Case report: Rapid defibrillation after out-of-hospital cardiac arrest

Cardiology Review® Online, May 2004, Volume 21, Issue 5

A previously healthy 60-year-old white man collapsed suddenly while umpiring a softball game. The witnessed arrest resulted in a prompt emergency 911 call, with early arrival of a police officer. The patient was pulseless, and an automatic external defibrillator was attached, showing ventricular fibrillation. The patient received a shock 2.9 minutes after the 911 call was received, and sinus rhythm was restored. The patient was intubated onsite and transferred to the hospital. He received prophylactic lidocaine.

On arrival at the coronary care unit, the patient’s blood pressure was 138/80 mm Hg, with a pulse of 72 beats per minute. He was intubated but alert and moved all of his extremities on command. The findings of the cardiac and pulmonary examinations were normal. The patient’s baseline laboratory examination was normal, with the exception of an increased creatine kinase level of 372 U/L and a total cholesterol level of 216 mg/dL. His high-density lipoprotein cholesterol was 39 mg/dL, his low-density lipoprotein cholesterol was 136 mg/dL, and his triglycerides were 206 mg/dL. His troponin I level was undetectable.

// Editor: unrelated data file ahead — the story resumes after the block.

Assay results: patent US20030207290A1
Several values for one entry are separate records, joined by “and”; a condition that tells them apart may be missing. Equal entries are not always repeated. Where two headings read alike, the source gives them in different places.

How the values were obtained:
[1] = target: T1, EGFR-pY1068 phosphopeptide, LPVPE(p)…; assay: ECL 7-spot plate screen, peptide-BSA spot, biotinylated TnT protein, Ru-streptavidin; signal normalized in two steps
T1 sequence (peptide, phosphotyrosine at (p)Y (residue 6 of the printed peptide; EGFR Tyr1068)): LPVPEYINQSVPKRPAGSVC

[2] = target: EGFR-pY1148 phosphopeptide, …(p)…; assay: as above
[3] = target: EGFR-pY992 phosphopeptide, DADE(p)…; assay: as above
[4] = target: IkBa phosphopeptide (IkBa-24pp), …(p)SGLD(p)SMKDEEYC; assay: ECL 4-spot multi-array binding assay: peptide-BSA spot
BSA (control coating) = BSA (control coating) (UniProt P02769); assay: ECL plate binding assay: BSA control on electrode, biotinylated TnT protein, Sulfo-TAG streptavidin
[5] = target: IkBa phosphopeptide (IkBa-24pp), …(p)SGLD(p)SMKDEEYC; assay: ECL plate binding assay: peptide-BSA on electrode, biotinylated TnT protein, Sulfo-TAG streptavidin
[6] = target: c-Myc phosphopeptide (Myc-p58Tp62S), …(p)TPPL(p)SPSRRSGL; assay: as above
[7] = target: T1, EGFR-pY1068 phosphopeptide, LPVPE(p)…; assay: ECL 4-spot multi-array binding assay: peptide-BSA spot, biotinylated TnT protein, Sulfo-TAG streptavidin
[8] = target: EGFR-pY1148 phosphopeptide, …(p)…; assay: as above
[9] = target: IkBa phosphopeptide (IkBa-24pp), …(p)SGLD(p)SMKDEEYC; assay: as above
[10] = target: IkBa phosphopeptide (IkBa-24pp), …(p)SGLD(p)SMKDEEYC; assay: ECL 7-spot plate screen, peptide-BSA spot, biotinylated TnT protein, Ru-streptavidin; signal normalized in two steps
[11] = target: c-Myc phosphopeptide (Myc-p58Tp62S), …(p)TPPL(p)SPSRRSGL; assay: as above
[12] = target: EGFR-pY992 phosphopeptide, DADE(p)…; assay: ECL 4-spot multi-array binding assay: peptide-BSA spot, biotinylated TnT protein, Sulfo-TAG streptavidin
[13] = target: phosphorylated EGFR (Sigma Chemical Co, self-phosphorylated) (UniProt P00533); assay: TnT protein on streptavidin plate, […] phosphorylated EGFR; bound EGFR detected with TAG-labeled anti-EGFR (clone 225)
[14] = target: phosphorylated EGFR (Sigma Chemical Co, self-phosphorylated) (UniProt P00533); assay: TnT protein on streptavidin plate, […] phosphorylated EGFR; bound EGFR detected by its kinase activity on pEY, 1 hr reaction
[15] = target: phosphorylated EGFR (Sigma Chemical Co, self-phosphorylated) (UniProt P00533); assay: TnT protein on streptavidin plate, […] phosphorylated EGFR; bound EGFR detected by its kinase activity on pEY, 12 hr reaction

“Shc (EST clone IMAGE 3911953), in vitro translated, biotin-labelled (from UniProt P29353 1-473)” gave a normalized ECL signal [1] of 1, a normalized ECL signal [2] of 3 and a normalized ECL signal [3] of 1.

An electrocardiogram showed ST-segment depression in the anterolateral leads. A coronary angiogram showed severe three-vessel disease, including a 60% to 70% stenosis of the left main artery. A transthoracic echocardiogram showed anteroseptal hypokinesis, with an ejection fraction of 50%. The patient was extubated without complications shortly after returning to the coronary care unit.

The patient received three-vessel coronary artery bypass graft surgery without complications 6 days after hospital admission. An implantable cardioverter-defibrillator (ICD) was placed 4 days later. The patient was discharged 12 days after admission and returned home independently without obvious physical or mental impairment, other than the slight disability to be expected from the surgical procedure.

Three years after the cardiac arrest, the patient has completed cardiac rehabilitation and is taking simvastatin, metoprolol, and ramipril. He has no symptoms of heart failure and experiences no persistent angina. He has lost 15 lbs and jogs 5 days a week for nearly 30 minutes. He returned to his previous job and umpires softball games at night. He has received interrogation of his ICD every 3 months without detection of subsequent ventricular arrhythmias.